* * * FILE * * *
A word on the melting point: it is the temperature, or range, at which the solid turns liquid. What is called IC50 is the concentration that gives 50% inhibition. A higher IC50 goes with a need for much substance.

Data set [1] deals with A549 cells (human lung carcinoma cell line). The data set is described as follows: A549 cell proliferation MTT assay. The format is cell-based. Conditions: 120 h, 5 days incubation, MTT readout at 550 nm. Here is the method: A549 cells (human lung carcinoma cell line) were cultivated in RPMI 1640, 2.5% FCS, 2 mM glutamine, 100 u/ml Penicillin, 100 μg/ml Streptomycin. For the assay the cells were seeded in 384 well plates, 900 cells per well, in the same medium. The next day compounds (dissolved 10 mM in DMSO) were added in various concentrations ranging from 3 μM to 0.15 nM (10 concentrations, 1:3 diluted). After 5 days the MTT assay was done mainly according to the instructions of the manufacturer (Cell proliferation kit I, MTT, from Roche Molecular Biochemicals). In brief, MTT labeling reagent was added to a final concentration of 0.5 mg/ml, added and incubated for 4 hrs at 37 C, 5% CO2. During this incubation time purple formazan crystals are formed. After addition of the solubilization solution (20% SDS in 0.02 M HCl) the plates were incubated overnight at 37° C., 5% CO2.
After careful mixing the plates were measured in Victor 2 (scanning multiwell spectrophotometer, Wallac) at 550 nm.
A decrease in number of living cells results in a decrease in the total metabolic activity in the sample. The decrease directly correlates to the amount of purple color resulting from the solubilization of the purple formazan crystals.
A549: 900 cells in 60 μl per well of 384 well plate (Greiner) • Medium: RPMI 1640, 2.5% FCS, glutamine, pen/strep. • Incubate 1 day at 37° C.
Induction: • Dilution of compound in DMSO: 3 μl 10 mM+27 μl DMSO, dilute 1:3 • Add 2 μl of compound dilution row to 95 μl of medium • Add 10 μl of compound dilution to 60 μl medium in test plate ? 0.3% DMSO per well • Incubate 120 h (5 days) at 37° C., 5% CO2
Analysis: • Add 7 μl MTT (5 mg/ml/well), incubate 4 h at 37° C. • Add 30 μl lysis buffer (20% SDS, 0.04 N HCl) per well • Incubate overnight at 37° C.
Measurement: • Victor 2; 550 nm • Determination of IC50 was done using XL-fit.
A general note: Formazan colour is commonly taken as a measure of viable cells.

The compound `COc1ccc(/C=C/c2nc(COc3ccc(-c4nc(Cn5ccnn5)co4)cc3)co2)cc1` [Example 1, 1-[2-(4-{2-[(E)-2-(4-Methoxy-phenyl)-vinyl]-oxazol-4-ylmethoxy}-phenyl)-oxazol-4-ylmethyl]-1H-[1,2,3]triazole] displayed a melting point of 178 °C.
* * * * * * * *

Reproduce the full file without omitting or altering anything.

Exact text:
A word on the melting point: it is the temperature, or range, at which the solid turns liquid. What is called IC50 is the concentration that gives 50% inhibition. A higher IC50 goes with a need for much substance.

Data set [1] deals with A549 cells (human lung carcinoma cell line). The data set is described as follows: A549 cell proliferation MTT assay. The format is cell-based. Conditions: 120 h, 5 days incubation, MTT readout at 550 nm. Here is the method: A549 cells (human lung carcinoma cell line) were cultivated in RPMI 1640, 2.5% FCS, 2 mM glutamine, 100 u/ml Penicillin, 100 μg/ml Streptomycin. For the assay the cells were seeded in 384 well plates, 900 cells per well, in the same medium. The next day compounds (dissolved 10 mM in DMSO) were added in various concentrations ranging from 3 μM to 0.15 nM (10 concentrations, 1:3 diluted). After 5 days the MTT assay was done mainly according to the instructions of the manufacturer (Cell proliferation kit I, MTT, from Roche Molecular Biochemicals). In brief, MTT labeling reagent was added to a final concentration of 0.5 mg/ml, added and incubated for 4 hrs at 37 C, 5% CO2. During this incubation time purple formazan crystals are formed. After addition of the solubilization solution (20% SDS in 0.02 M HCl) the plates were incubated overnight at 37° C., 5% CO2.
After careful mixing the plates were measured in Victor 2 (scanning multiwell spectrophotometer, Wallac) at 550 nm.
A decrease in number of living cells results in a decrease in the total metabolic activity in the sample. The decrease directly correlates to the amount of purple color resulting from the solubilization of the purple formazan crystals.
A549: 900 cells in 60 μl per well of 384 well plate (Greiner) • Medium: RPMI 1640, 2.5% FCS, glutamine, pen/strep. • Incubate 1 day at 37° C.
Induction: • Dilution of compound in DMSO: 3 μl 10 mM+27 μl DMSO, dilute 1:3 • Add 2 μl of compound dilution row to 95 μl of medium • Add 10 μl of compound dilution to 60 μl medium in test plate ? 0.3% DMSO per well • Incubate 120 h (5 days) at 37° C., 5% CO2
Analysis: • Add 7 μl MTT (5 mg/ml/well), incubate 4 h at 37° C. • Add 30 μl lysis buffer (20% SDS, 0.04 N HCl) per well • Incubate overnight at 37° C.
Measurement: • Victor 2; 550 nm • Determination of IC50 was done using XL-fit.
A general note: Formazan colour is commonly taken as a measure of viable cells.

The compound `COc1ccc(/C=C/c2nc(COc3ccc(-c4nc(Cn5ccnn5)co4)cc3)co2)cc1` [Example 1, 1-[2-(4-{2-[(E)-2-(4-Methoxy-phenyl)-vinyl]-oxazol-4-ylmethoxy}-phenyl)-oxazol-4-ylmethyl]-1H-[1,2,3]triazole] displayed a melting point of 178 °C.